The only way to find out if you’re eligible for the loan is to go ahead and apply for it. The application process, I believe it takes almost two hours, it’s on SBA’s website, search for the EIDL loans and start the application. 

The application process is designed in a way that if you’re not eligible, it’s going to kick you out during the process, and that’s when you know it’s not for you. But again, remember, that is not a forgivable loan. And if you go with PPP, you can’t pay the same expenses with the two different loans, you have to pick one or the other. 

Also, for EIDL loans, you have to have some level of credit, the amount is decided by SBA, so keep that in mind. 

There are two other things I want to mention. One is an employee retention credit, but once you go for the PPP, you can’t go for the employee retention credit. And for the employee retention credit, the calculation is a little bit complicated, so I suggest talking to your accountant if you decide to go for it.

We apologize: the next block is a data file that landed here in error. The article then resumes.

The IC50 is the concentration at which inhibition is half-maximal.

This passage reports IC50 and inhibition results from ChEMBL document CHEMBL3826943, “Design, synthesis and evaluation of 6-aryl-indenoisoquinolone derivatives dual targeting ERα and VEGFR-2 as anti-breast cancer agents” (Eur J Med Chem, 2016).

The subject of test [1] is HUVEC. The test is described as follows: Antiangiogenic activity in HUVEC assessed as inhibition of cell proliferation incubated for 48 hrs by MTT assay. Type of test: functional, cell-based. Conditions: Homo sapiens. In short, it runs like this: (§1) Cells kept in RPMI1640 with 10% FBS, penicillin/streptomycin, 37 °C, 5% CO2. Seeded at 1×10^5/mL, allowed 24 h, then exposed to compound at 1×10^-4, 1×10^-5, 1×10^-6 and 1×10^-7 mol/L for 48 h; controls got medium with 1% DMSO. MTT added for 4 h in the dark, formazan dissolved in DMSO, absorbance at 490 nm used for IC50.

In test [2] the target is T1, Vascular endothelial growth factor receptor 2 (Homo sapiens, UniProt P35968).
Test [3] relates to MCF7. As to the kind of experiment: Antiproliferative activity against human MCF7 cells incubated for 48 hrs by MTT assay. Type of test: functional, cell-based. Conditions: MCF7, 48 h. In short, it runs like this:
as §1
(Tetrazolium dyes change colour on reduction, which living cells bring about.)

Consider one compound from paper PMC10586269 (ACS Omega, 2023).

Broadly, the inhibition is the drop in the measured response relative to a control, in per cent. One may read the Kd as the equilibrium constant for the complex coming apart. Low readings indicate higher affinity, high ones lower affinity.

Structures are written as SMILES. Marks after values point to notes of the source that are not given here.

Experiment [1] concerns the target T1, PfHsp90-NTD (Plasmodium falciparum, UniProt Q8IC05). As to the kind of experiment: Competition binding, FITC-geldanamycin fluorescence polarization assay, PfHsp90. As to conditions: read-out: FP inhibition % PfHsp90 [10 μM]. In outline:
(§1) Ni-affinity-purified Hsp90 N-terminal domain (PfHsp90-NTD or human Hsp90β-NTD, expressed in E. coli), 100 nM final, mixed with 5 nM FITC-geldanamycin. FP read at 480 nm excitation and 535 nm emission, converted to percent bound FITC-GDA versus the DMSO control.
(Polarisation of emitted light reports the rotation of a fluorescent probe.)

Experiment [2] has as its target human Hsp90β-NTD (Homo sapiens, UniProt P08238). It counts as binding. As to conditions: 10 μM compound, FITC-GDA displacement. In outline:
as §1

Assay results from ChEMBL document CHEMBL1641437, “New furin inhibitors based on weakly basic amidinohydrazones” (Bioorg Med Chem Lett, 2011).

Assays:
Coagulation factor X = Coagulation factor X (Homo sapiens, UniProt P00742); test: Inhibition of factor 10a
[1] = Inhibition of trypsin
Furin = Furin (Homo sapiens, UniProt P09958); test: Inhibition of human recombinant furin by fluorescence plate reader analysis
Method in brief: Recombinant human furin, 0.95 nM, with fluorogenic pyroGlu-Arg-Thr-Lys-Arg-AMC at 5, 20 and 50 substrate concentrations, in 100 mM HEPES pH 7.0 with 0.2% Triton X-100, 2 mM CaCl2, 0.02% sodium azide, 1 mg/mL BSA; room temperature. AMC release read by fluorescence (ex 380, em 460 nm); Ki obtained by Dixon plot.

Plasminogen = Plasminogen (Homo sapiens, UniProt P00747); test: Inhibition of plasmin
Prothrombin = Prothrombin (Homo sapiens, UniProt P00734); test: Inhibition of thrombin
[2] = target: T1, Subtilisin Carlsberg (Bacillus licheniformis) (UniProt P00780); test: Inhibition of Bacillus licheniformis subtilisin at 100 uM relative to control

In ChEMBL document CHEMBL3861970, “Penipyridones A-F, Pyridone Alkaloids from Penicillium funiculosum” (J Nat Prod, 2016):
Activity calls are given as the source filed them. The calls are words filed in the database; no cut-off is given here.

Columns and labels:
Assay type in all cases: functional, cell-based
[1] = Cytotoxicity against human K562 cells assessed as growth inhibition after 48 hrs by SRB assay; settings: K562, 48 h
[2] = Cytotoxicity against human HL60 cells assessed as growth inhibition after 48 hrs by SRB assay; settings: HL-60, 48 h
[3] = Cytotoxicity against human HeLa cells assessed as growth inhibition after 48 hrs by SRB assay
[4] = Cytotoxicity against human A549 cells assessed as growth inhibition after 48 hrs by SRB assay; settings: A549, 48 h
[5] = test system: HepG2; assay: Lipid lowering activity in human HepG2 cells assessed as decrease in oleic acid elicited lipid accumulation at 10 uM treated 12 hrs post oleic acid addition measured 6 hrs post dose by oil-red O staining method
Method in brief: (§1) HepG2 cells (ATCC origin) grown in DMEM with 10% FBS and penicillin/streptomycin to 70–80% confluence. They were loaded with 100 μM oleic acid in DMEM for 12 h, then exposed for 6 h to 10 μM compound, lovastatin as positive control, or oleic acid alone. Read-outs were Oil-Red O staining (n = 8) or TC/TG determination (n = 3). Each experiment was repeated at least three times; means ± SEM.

I would say your first option is the PPP, and if you don’t get the PPP, you can go for this credit. 

SO: What is the Employee Retention Credit? 
ST: It is a tax credit, of up to 50% of the employee’s compensation, so you can keep them employed. The calculation is not straightforward, you’ll need an accountant to help you figure out how much you’re going to save. So I say if you don’t get the PPP, talk to your accountant to see if you can get this credit. 

SO: Is the problem that it’s not cash in hand, it’s on the backend of taxes you paid and would be reimbursed? 
ST: That’s correct, it is not new money coming in. It’s almost like a reduction to your expenses. 

There is another one out there that is called the Payroll Tax Deferral, that everybody can take advantage of. You don’t pay the employer portion of the payroll tax for the remainder of 2020, and you can pay those amounts in two installments, one on 12/30/2021 and one on 12/30/2022. So if you think about it, it’s an interest-free loan for the rest of the year, for the payroll taxes you pay on behalf of your employees. 

So these are the four items I can think of that small businesses and nonprofits can take advantage of right away.